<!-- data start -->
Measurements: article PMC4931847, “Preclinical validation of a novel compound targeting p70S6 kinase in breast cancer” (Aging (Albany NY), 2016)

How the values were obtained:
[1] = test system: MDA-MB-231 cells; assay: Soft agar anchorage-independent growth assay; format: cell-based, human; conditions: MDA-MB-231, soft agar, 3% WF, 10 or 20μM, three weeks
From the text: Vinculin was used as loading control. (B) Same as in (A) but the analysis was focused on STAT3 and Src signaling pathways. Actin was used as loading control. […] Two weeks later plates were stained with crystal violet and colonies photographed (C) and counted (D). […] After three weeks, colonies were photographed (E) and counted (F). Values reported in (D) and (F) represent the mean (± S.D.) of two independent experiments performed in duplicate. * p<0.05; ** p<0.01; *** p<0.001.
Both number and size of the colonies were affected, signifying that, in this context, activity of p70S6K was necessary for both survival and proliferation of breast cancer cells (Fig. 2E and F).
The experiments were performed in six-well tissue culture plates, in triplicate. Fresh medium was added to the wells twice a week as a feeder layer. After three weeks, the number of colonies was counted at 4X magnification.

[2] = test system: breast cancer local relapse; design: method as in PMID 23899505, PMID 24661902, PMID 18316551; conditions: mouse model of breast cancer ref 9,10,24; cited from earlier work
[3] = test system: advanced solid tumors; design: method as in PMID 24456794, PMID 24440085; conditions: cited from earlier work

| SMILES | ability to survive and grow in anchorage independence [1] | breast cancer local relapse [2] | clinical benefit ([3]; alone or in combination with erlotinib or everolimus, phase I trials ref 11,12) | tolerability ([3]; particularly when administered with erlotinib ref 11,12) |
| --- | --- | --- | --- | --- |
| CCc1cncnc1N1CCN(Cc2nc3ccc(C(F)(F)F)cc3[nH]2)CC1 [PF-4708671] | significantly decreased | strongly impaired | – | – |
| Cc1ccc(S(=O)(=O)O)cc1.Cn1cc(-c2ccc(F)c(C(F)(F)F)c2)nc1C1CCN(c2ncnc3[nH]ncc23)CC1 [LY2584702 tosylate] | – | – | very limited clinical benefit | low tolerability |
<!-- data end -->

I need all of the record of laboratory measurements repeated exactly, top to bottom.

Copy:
Measurements: article PMC4931847, “Preclinical validation of a novel compound targeting p70S6 kinase in breast cancer” (Aging (Albany NY), 2016)

How the values were obtained:
[1] = test system: MDA-MB-231 cells; assay: Soft agar anchorage-independent growth assay; format: cell-based, human; conditions: MDA-MB-231, soft agar, 3% WF, 10 or 20μM, three weeks
From the text: Vinculin was used as loading control. (B) Same as in (A) but the analysis was focused on STAT3 and Src signaling pathways. Actin was used as loading control. […] Two weeks later plates were stained with crystal violet and colonies photographed (C) and counted (D). […] After three weeks, colonies were photographed (E) and counted (F). Values reported in (D) and (F) represent the mean (± S.D.) of two independent experiments performed in duplicate. * p<0.05; ** p<0.01; *** p<0.001.
Both number and size of the colonies were affected, signifying that, in this context, activity of p70S6K was necessary for both survival and proliferation of breast cancer cells (Fig. 2E and F).
The experiments were performed in six-well tissue culture plates, in triplicate. Fresh medium was added to the wells twice a week as a feeder layer. After three weeks, the number of colonies was counted at 4X magnification.

[2] = test system: breast cancer local relapse; design: method as in PMID 23899505, PMID 24661902, PMID 18316551; conditions: mouse model of breast cancer ref 9,10,24; cited from earlier work
[3] = test system: advanced solid tumors; design: method as in PMID 24456794, PMID 24440085; conditions: cited from earlier work

| SMILES | ability to survive and grow in anchorage independence [1] | breast cancer local relapse [2] | clinical benefit ([3]; alone or in combination with erlotinib or everolimus, phase I trials ref 11,12) | tolerability ([3]; particularly when administered with erlotinib ref 11,12) |
| --- | --- | --- | --- | --- |
| CCc1cncnc1N1CCN(Cc2nc3ccc(C(F)(F)F)cc3[nH]2)CC1 [PF-4708671] | significantly decreased | strongly impaired | – | – |
| Cc1ccc(S(=O)(=O)O)cc1.Cn1cc(-c2ccc(F)c(C(F)(F)F)c2)nc1C1CCN(c2ncnc3[nH]ncc23)CC1 [LY2584702 tosylate] | – | – | very limited clinical benefit | low tolerability |